Reflections on 2013 Urban Education Service Trip

Sayda Morales

On Saturday, March 16I hopped on the Bolt bus headed to Portland for the Urban Education Spring Break Service Trip. Sitting on the bus, looking out of the window, I could not have predicted the impact that my experiences from the trip would have on my perceptions of education reform, and more importantly, of myself. The 12 of us, Whitman students from various grades, socio-economic statuses, racial backgrounds, religious views, and unique walks of life hopped on the Portland public transit everyday at 7 a.m. Our destination was Emerson charter school, but it was our journey rather than the service itself that made the trip so memorable.

In a nutshell, Emerson is a K-5 public charter school where the classes consist of two grade levels. For instance, in the K-1 classroom students have the experience of learning from the older students as well as of then teaching the younger students the next year. Emerson also believes in positive discipline, which means that the punishment fits the action and that the punishment is kind but firm. Lastly, Emerson is a project-based school, which means that students work exclusively on a project for about a month. For instance, a K-1 class’s project was shoes, which meant they went on various field trips to Nike or shoe shops and had guest speakers come to their class. At the end of the unit they had an open house where students had stations and presented on what they had learned.

The students at Emerson are taught what it means to take responsibility for one’s own actions. Because they believe that the city is their school, they are constantly interacting with the real outside world. Therefore, it is no surprise then that these children are so mature and articulate. To be honest, it was a privilege for me to sit in on their classes and class meetings because I learned so much about empathy and curiosity from them. The tight-knit Emerson community has had positive effects on the confidence and inquisitiveness of the students.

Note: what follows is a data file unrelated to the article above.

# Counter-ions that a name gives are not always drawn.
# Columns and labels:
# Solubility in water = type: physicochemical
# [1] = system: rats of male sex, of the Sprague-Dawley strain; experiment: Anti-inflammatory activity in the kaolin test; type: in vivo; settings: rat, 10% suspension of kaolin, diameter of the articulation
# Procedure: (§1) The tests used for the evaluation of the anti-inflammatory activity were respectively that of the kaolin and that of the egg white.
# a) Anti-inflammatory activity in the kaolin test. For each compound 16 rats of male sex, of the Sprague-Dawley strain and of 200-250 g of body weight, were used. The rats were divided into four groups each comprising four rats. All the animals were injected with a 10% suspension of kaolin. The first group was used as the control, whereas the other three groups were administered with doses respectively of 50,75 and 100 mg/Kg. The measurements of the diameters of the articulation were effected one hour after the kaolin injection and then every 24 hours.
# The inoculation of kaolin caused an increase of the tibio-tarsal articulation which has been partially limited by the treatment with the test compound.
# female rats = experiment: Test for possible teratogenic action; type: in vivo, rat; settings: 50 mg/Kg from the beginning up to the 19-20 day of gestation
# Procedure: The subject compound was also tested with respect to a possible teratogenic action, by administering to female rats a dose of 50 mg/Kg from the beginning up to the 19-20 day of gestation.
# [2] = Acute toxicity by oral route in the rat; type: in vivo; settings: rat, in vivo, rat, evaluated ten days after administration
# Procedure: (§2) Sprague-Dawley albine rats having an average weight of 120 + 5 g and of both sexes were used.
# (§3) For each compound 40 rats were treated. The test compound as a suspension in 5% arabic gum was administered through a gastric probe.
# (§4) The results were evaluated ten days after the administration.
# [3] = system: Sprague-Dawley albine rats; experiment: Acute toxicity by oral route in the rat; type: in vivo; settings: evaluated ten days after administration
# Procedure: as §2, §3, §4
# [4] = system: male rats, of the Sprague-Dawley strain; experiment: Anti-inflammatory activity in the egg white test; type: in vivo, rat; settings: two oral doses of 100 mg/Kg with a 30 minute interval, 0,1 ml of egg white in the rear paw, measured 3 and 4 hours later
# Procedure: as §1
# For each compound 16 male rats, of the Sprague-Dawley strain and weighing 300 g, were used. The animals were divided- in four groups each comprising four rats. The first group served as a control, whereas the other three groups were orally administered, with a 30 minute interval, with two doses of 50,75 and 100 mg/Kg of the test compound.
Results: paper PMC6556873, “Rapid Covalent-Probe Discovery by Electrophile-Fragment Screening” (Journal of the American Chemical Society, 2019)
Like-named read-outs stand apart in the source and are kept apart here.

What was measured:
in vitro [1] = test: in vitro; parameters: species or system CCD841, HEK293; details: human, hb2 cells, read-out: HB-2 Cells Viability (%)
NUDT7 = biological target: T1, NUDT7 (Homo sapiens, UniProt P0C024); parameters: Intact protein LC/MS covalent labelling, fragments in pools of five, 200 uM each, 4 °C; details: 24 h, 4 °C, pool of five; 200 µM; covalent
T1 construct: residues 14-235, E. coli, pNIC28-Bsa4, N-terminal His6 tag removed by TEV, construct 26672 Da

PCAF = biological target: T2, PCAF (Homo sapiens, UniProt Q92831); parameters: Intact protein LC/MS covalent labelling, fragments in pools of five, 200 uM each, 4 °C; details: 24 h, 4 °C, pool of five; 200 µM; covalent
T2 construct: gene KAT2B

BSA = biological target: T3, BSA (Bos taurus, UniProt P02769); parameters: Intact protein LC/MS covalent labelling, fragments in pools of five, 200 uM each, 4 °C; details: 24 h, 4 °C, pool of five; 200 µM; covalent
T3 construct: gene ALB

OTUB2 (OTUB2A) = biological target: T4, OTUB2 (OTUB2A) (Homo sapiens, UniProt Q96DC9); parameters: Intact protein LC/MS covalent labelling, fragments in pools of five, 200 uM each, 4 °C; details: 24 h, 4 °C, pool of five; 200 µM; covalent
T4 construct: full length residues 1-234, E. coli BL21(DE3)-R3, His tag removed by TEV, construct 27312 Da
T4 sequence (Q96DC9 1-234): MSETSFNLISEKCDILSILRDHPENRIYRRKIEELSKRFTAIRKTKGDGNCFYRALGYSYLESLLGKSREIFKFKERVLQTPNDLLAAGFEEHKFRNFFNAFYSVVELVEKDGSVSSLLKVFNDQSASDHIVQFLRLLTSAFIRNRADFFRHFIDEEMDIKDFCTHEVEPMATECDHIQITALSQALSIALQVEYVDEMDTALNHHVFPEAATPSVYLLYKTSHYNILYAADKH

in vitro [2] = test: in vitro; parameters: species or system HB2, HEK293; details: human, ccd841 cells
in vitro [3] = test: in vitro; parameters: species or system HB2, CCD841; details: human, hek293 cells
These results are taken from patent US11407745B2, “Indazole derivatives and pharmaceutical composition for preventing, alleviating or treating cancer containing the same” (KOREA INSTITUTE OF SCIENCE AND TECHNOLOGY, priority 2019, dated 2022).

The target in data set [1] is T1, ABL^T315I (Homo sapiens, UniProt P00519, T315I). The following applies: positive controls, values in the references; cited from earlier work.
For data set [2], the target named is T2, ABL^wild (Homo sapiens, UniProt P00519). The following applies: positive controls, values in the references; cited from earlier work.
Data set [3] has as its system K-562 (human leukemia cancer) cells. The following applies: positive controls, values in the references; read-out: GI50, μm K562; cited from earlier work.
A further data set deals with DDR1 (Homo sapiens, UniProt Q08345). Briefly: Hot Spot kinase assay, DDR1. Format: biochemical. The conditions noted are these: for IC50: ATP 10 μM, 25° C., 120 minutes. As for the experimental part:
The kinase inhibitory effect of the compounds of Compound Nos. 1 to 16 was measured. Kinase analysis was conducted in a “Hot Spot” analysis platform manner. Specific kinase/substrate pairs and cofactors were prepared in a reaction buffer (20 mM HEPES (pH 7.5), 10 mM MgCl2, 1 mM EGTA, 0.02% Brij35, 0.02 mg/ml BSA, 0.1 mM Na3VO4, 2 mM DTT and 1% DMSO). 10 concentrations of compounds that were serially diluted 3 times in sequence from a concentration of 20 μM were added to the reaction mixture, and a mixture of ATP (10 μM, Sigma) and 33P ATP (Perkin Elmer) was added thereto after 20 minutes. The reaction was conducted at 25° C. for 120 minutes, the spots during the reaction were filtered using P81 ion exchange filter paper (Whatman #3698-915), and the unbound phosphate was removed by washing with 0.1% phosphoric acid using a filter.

I would not say that Emerson is the model of a perfect school since students still experience problems such as bullying. In addition, since the school is predominantly white, middle-class, the students of color and their families admitted to feeling uncomfortable. However, when issues like these arose, the administration immediately did everything they could to address them, such as having discussions and coming up with solutions. If anything, the Emerson administration’s commitment to maintaing a positive and safe student experience is what all schools should constantly strive towards, including Whitman.

At the end of each day, we would return to the church we were staying in and have group discussions. Although I would also find myself engaging in thought-provoking conversations with other participants throughout the day. We all opened up and shared our experiences with and our opinions of the education system in this country, as well as other topics such as race, gender, sexuality, religion, mental illnesses, and class. I came into the trip having pre-conceived notions such as the biased opinion that charter schools are the future of education, but I am now walking away with an open mind to other possible solutions and perspectives.

During the trip we also volunteered at Northwest Children’s OutReach and Impact NorthWest. But even though we helped them, they did us a service by opening our minds and shifting our outlook on education and life. I can only speak for myself, but I know that I returned from this service trip with 11 new friends, knowledge about various education systems, and a firm belief that compassion and creativity are two key values that must integrated into the education reform movement in order to ensure that the movers and shakers of the future are caring and accountable individuals. If I had to describe my overall experience in three words, they would be as follows: inspiring, informative, and hopeful.